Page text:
Former President Donald Trump reportedly plans to run for the White House even if he doesn’t capture the GOP nomination, according to a report published Tuesday.
Semafor, a new political news outlet, reports that Republicans who have been wondering for the past couple of years what might happen if Trump wins the nomination now have something else to consider “as he looks more vulnerable: What happens if he loses?”
As his grip on the GOP continues to loosen, the report says, there are rising concerns that he could run as a third-party or independent, or otherwise move to sabotage the eventual party nominee, to the detriment of Republican chances to recapture the White House in 2024.
“The threat is simple: Unless the rest of the party goes along with him, he will burn the whole house down by leading ‘his people’ out of the GOP,” one of Trump’s former attorney generals, William Barr, warned in a New York Post op-ed on Tuesday.
But former House Speaker Paul Ryan (R-Wis.) was asked by ABC News’ Jonathan Karl on Sunday about GOP concerns that Trump “marches across the street and declares he’s an independent candidate” if he doesn’t win the nomination, to which Ryan predicted Trump “would not want to be blamed” for handing Democrats a win.
Semafor noted further:
It’s not an idea that’s easy to dismiss. Trump first explored a run for president as a Reform Party candidate in 2000, and has teased a return to his independent roots when he feels threatened by Republican leaders. During the 2016 cycle, he repeatedly refused to rule out a run outside the GOP if he lost the primaries, even saying it gave him “a lot of leverage” in his first debate.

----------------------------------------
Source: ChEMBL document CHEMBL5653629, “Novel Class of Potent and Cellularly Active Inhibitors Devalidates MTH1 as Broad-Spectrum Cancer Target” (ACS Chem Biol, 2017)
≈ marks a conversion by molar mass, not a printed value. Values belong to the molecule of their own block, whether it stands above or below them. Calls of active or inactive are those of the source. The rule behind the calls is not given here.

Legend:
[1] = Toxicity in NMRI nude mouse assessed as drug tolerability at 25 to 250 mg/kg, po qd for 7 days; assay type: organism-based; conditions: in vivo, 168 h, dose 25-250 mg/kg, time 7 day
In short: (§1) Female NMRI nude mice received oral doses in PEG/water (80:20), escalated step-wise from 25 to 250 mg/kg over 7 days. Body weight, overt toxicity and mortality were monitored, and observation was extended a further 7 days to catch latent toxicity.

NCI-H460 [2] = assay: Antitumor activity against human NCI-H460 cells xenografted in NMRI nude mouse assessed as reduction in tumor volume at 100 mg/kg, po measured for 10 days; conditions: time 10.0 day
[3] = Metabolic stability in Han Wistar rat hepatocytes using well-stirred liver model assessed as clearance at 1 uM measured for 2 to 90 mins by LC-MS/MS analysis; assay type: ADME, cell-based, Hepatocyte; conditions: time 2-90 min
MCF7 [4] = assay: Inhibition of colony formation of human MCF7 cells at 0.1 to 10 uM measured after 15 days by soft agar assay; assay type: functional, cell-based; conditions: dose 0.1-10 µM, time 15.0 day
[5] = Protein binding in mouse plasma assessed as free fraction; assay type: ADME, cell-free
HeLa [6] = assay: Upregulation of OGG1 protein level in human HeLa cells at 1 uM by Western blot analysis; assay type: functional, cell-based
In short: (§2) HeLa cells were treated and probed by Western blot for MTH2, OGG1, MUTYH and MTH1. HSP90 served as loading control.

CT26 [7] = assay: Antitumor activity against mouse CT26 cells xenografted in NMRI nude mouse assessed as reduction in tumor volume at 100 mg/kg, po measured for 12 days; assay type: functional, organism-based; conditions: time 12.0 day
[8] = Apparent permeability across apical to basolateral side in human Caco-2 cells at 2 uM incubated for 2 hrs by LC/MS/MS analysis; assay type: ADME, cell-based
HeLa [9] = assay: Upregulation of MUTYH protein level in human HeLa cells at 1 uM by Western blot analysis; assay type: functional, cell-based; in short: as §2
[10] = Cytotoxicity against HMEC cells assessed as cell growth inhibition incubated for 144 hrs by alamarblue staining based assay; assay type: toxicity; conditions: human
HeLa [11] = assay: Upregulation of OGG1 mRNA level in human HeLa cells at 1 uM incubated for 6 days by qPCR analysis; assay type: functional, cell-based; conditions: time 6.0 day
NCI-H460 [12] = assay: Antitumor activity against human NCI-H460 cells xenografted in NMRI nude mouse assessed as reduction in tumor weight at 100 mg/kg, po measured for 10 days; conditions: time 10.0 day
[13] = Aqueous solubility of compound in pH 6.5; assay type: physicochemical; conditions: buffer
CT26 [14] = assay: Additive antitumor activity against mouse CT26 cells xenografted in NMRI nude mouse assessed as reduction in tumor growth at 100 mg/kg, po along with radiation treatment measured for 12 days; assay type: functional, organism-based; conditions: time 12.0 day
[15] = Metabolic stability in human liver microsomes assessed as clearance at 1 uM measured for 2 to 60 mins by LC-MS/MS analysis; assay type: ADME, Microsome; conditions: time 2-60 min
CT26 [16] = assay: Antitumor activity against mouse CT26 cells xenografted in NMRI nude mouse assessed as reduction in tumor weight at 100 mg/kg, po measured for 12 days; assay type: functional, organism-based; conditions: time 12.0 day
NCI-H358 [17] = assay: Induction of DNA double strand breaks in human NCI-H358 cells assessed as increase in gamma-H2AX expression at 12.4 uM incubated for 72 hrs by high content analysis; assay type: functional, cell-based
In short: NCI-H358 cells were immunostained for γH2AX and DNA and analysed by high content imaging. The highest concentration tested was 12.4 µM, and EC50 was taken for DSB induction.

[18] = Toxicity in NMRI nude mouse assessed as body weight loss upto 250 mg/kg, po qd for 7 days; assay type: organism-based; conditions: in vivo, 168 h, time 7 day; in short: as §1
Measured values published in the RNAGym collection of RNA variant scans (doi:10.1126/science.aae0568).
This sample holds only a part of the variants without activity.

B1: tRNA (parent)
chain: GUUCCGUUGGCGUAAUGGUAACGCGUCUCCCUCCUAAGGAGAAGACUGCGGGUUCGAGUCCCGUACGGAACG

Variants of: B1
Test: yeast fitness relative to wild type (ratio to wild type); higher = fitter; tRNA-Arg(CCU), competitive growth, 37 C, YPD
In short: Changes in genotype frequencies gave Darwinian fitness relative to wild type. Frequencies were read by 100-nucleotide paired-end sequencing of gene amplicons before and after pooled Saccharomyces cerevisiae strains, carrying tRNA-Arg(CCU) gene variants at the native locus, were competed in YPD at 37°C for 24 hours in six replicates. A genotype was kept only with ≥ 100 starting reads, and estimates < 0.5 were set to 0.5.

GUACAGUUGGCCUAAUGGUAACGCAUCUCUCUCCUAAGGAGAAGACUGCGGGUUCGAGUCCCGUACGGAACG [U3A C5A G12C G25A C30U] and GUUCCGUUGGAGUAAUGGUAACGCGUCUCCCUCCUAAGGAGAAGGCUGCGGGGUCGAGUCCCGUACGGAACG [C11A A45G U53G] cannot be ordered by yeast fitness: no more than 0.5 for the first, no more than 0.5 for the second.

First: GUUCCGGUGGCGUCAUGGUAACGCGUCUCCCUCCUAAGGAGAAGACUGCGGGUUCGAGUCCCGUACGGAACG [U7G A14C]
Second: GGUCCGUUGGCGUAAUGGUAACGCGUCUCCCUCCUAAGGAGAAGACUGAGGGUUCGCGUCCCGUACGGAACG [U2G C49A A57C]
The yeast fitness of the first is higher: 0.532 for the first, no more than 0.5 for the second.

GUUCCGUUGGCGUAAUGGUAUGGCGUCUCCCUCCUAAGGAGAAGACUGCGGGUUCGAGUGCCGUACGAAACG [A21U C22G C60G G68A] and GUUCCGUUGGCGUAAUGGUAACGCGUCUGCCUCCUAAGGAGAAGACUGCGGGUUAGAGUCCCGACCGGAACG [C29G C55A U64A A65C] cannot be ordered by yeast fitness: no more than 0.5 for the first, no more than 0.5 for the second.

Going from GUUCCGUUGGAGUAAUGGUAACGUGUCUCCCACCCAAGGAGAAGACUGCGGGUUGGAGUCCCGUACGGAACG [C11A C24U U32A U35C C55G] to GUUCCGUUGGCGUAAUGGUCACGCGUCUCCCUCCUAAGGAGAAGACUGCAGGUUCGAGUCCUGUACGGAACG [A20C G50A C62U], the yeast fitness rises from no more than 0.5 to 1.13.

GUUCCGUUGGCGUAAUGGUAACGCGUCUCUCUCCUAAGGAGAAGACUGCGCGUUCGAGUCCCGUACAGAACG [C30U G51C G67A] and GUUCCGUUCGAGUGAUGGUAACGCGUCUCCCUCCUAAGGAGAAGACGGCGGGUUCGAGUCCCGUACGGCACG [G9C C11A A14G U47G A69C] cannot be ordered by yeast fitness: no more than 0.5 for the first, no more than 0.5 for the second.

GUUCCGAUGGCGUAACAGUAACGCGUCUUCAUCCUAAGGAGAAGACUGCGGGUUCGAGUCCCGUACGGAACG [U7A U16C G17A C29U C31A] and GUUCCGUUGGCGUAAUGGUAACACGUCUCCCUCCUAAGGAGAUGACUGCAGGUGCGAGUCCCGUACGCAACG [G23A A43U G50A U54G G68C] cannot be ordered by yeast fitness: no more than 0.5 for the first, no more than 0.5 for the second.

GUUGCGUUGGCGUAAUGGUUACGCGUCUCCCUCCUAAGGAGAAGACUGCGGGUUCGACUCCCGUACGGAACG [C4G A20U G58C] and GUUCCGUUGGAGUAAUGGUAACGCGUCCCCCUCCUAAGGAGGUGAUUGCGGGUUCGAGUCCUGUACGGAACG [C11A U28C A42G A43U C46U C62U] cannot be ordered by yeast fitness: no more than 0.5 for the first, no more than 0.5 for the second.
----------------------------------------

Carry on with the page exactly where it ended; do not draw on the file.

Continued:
“In 2015, Donald wasn’t initially being taken seriously by the GOP as a potential candidate,” Michael Cohen, Trump’s former attorney and now a critic, told Semafor. “His threat to run as a third party candidate was to ensure people knew of his intent and that he would have no problem with destroying the party if they stood in his way.”
Semafor went on to report that two sources close to the 45th president dismissed the idea that he would run third-party or independent, noting that “one person in Trump world said there was ‘quite literally nothing to’ the claim while a source close to the former president’s campaign called it ‘an absurd idea.'”
However, a former Trump administration official who spoke on condition of anonymity told the outlet: “I don’t see that happening right now. But Trump was so successful in part because he ran against the elite and out of touch political establishment on both sides, so I’d say it’s not totally out of the realm of possibility.”